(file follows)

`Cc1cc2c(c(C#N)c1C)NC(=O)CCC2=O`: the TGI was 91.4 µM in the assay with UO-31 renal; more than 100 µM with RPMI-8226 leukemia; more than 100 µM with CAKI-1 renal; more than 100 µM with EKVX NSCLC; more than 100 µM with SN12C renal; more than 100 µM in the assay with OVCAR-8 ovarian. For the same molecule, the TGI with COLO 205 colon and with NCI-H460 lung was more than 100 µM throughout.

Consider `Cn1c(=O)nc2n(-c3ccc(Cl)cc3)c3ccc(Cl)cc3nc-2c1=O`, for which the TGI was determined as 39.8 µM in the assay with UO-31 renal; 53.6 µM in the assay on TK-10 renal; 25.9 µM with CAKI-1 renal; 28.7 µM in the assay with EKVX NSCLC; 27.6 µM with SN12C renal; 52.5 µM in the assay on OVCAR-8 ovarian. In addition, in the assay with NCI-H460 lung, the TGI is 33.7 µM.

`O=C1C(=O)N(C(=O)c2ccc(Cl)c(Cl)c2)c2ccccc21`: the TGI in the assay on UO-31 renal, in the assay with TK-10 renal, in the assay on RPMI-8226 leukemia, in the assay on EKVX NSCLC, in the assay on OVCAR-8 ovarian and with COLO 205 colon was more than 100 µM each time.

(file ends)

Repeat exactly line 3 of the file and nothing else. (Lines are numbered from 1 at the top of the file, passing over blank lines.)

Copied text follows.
`O=C1C(=O)N(C(=O)c2ccc(Cl)c(Cl)c2)c2ccccc21`: the TGI in the assay on UO-31 renal, in the assay with TK-10 renal, in the assay on RPMI-8226 leukemia, in the assay on EKVX NSCLC, in the assay on OVCAR-8 ovarian and with COLO 205 colon was more than 100 µM each time.